DNA origami tile (100 nm × 70 nm) + ssDNA gold nanoparticle coated with ssDNA DNA-coated spherical particle (Ø = 5 or 0.5 μm) Janus HMSNP (389 nm) supramolecular stomatocytes (500 nm) MWCNT (20 nm × 1 μm) polypyrrole−gold (PPy−Au; 200 nm × 1.5−2 μm) nanorods

restriction enzyme Nt.BbvCI restriction enzyme Nb.BvCI RNase H catalase/urease/GOx catalase/catalase+GOx catalase+GOx GOx, glutamate oxidase (GluOx), xanthine oxidase (XOD); horseradish peroxidase (HRP) + catalase; HRP catalase/urease catalase+GOx urease catalase catalase

polystyrene particles (0.79 μm) Janus silica particles (0.8 μm) Janus mesoporous silica microcapsule (2.3 μm) rolling up microtube (Au/Ni, 3 × 25 μm) bovine serum albumin/poly-L-lysine (PLL/BSA) multilayer tube (5 μm × 20 μm) PEDOT/Au tube (2 μm × 20 μm) Janus poly(styrenesulfonate)/poly(allylamine hydrochloride) (PSS/PAH) polymer capsule (8 μm) Janus silica particles plant (radish) tissue tube (1 mm × 7 mm) carbon fiber (7 μm × 0.5−1 cm) SAM/gold pattern in PEG-coated glass surface (Ø = 6 mm) SAM/gold pattern in PEG-coated glass surface (Ø = 6 mm) SAM/gold pattern in PEG-coated glass surface (Ø = 6 mm)

mechanism

ref

rotation induced by conformational changes catalysis-enhanced diffusion by phoretic mechanism (plausible)

36−38,40 3 4 5

chemoacoustic effect by exothermic catalytic reactions pH-sensitive switch activated by proton-producing/protonconsuming enzymes hybridization/cleavage cycles nonreciprocal conformational changes hybridization/cleavage cycles hybridization/cleavage cycles hybridization/hydrolysis cycles phoretic mechanism gas expelling bubble propulsion self-electrophoresis

12 54 13 15 14 59 61−63

collective heating buoyancy effect (Archimedes law) phoretic mechanism bubble propulsion bubble propulsion

16 65 66 67 68

catalase catalase

bubble propulsion bubble propulsion

69,70 72

catalase catalase+peroxidase GOx+bilirubin oxidase (BO) catalase/urease/lipase/GOx

bubble propulsion bubble propulsion bioelectrochemical propulsion catalysis-induced density-driven convective flow nonreciprocal conformational changes/catalysis-induced density-driven convective flow catalysis-induced density-driven convective flow

73 71 64 17

T4 DNA polymerase (wild-type)

catalase/urease

55

52 78

78

81

synthetic micro/nanomotors, in particular, enhanced diffusion of nanomotors and directional/phoretic motion of micromotors. Current achievements of enzyme-powered micro/ nanomachines, both biological and synthetic, are summarized in Table 1. At present, enzyme-powered micro/nanomachines have been proven to be useful tools in various proof-of-concept applications, presenting possible solutions for many engineering problems from different fields, such as environmental protection, biosensing, and nanomedicine. Compared to conventional inorganic catalyst-based catalytic motors, micro/ nanomotors powered by enzyme-based biocatalytic reactions are advantageous considering the biocompatibility of enzymes as well as versatile choices of enzymes/fuels in nature, which allows for future development of biocompatible propulsion micro/nanosystems. Especially, the recent achievement of biocompatible fuel-powered micro/nanomotors has aroused significant attention for the potential of using natural substratepowered micro/nanomotors as active drug delivery systems in physiological conditions. However, the stability and sensitivity of enzymes toward the environment conditions, such as pH, temperature, and poisonous chemicals, are disadvantages for enzyme-powered micro/nanomotors. Moreover, other chal-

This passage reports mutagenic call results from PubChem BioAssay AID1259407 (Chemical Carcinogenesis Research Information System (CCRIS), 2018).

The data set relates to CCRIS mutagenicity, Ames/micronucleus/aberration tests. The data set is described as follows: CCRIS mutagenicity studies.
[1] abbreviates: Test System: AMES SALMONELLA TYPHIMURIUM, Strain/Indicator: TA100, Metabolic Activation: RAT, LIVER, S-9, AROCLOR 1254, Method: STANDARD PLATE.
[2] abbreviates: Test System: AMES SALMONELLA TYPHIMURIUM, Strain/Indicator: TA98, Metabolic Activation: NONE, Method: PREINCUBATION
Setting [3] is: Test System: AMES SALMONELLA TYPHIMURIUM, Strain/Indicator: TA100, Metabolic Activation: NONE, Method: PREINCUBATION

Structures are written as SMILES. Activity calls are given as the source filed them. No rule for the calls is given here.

the possibility of using these devices not only as drug delivery systems but also as sensors and actuators for bioremediation.81

CONCLUSIONS AND OUTLOOK Enzymes are naturally presented as biological “engines” of molecular machines in biological systems, which convert chemical energy into mechanical motion in order to accomplish different kinds of biofunctions. Enzymatic biocatalysis plays a critical role in the energy conversion process, and therefore, researchers have explored the fundamental mechanism of these biocatalytic reactions and contributed considerable efforts to unveil the motion mechanism of enzyme-powered molecular motors. Recent results suggest that single enzymes have been investigated as nanomotors exhibiting enhanced diffusion by turning over corresponding substrate, but debate on their motion mechanism is still under discussion. Through combination with biological molecules (e.g., DNA) or organic and inorganic micro/nanoarchitectures (e.g., silica particles, carbon fibers, metallic nanorods, microfluidic setup, etc.), enzymes have been utilized to power micro/nanosystems as self-propelled motors or pumps. Apart from catalase/H2O2based bubble propulsion, there is still a scientific need for understanding the motion mechanism of enzyme-powered 9119